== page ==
And so I arrived on the day at the appointed hour.

Not. A. Chance.

...Ah, the internet.

So enjoy Garrison, dear. And think of me. I will listen to the show, eventually. At home. On the radio.

There won't be too many other distractions.

Thursday, March 25, 2010

Save the Cliffe

Everybody knows that Perth, Western Australia is the home of ugly architecture. And the wealthier the place gets, the uglier the buildings. So please, sign the petition and save the Cliffe.

The what? The Cliffe. It's a timber bungalow perched high on a bend in the Swan River. Number 25 Bindaring Place, to be exact. It was also home to the young David and Robert McComb. The nesting place of young Triffids.

Cultural heritage rates pretty low in a place so devoted to making money and right now developers are hovering. Triffid-like, you might say.

But a campaign to preserve the house is firmly afoot. The local council is taking this seriously, but the pressure needs to stay on. And a petition will actually help. The plan is not to turn the place into a shrine to all things McComb, but preservation of the house will help towards some permanent memorial.

The last time my wife and I were in Perth we drove along the river front to see the McComb house. My various gods. What a sea of hideous architectural pomp. But there sits the Cliffe, over a hundred years old. A little care and concern, and your name on a petition, and who knows, in a hundred years more, it may still be there.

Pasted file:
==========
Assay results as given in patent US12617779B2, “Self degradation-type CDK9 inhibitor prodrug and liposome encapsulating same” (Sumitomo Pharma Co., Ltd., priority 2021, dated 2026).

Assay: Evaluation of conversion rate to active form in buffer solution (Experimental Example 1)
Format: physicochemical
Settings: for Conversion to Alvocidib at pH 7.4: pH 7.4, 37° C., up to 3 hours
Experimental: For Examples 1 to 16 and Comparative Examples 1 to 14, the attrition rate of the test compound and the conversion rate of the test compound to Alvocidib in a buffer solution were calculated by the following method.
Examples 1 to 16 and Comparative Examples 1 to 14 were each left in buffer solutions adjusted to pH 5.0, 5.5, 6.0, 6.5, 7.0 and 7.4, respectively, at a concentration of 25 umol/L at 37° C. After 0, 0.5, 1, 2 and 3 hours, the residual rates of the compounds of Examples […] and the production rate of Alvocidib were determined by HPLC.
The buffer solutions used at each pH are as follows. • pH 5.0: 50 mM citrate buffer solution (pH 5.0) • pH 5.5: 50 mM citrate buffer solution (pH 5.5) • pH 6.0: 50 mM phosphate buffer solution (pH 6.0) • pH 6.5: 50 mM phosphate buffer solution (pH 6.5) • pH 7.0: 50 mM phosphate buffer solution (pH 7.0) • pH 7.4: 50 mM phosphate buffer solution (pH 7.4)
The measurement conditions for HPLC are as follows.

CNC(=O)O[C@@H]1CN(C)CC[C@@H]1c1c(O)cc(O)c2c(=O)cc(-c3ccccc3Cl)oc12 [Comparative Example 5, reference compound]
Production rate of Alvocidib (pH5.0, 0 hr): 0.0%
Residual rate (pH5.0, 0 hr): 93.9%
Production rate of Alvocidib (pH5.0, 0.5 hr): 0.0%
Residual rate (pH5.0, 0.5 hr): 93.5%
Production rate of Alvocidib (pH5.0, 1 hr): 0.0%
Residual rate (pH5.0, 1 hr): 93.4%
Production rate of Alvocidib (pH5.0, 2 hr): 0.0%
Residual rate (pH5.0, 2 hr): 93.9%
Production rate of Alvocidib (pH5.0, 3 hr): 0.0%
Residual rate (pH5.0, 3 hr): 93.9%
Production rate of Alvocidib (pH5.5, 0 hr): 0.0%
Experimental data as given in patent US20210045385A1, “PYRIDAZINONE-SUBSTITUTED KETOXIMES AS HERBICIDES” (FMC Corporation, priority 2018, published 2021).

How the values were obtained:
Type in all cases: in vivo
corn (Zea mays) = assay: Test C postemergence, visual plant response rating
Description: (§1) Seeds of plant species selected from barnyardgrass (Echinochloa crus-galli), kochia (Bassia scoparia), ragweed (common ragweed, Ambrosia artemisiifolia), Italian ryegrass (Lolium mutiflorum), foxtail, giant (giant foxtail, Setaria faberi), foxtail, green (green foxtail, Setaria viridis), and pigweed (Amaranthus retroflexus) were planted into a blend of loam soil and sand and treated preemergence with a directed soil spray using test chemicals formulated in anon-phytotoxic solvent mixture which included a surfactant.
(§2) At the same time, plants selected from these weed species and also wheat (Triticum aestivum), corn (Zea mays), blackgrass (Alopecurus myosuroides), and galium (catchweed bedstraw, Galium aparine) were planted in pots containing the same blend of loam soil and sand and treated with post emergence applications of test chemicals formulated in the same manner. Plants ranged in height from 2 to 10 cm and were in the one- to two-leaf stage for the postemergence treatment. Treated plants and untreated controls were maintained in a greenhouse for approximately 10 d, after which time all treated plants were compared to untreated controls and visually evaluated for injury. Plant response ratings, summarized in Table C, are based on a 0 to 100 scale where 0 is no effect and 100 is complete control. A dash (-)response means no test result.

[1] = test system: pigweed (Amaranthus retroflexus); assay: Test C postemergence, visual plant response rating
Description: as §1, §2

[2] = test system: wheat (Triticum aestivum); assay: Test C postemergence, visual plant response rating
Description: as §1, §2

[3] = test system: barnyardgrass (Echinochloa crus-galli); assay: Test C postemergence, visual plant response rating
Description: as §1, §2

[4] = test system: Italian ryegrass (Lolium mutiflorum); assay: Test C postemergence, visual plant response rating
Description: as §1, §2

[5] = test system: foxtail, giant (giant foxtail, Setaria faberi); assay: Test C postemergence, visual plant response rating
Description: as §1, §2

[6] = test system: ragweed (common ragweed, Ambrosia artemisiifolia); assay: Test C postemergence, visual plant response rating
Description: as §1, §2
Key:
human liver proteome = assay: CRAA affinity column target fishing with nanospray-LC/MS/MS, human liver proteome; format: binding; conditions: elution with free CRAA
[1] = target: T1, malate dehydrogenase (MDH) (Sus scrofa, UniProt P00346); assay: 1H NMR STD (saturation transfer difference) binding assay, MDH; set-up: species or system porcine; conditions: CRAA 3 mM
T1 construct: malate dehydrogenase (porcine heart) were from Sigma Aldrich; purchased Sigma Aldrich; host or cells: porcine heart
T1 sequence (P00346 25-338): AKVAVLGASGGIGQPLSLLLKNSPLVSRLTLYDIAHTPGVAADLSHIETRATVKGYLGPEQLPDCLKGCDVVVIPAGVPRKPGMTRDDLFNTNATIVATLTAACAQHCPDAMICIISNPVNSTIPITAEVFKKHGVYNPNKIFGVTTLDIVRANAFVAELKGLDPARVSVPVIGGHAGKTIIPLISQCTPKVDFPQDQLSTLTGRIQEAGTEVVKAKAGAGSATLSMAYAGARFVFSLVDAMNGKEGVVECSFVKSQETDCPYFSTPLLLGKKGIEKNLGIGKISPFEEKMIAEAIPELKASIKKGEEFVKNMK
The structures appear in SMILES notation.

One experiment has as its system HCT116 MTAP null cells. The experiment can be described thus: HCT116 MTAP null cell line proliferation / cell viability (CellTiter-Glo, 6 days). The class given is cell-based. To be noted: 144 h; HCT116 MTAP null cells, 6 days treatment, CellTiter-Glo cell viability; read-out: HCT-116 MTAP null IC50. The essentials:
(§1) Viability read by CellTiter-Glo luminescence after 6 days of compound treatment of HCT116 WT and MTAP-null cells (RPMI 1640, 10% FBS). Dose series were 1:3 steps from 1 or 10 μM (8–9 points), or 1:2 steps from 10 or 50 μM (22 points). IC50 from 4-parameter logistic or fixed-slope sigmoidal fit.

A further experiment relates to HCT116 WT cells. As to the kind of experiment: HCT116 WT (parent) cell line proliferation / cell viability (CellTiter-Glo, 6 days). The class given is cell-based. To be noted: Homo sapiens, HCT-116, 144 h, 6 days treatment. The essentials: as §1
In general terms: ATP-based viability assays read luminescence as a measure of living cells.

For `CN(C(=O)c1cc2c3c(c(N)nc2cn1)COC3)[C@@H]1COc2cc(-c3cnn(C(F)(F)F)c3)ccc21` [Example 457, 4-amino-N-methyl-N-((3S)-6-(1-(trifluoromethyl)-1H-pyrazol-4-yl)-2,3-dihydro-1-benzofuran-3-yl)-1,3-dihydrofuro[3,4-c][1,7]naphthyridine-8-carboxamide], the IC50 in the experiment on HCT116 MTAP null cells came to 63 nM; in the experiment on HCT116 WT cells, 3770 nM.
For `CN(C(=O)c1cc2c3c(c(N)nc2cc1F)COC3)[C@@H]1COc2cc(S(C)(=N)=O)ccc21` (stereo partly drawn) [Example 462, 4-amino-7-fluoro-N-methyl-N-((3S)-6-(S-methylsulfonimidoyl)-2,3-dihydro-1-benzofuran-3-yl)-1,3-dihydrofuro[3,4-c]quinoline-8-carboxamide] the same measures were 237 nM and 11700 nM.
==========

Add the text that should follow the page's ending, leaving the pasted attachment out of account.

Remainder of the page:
David McComb wrote the book for Western Australian rock music. And many of his best songs are rooted in this particular patch of ground. 

Maybe this plays to my Village Green Preservation Society leanings, but even saving one building is worthwhile protest against vile greed.

Saturday, March 6, 2010

Four seasons in one day

After I was woken up by the neighbours at 5am by a 30 minute sonata of slamming doors, I picked the newspaper up from the lawn. Tinges of orange sky. By 9am, not a clous in the sky.By midday, I was glas I took a hat. At 3pm, I I was woken by a sound something like a herd of cattle thumping across the roof. The very timbers were a-shivering. Great chunks of hail smashing on the skylight. And then some.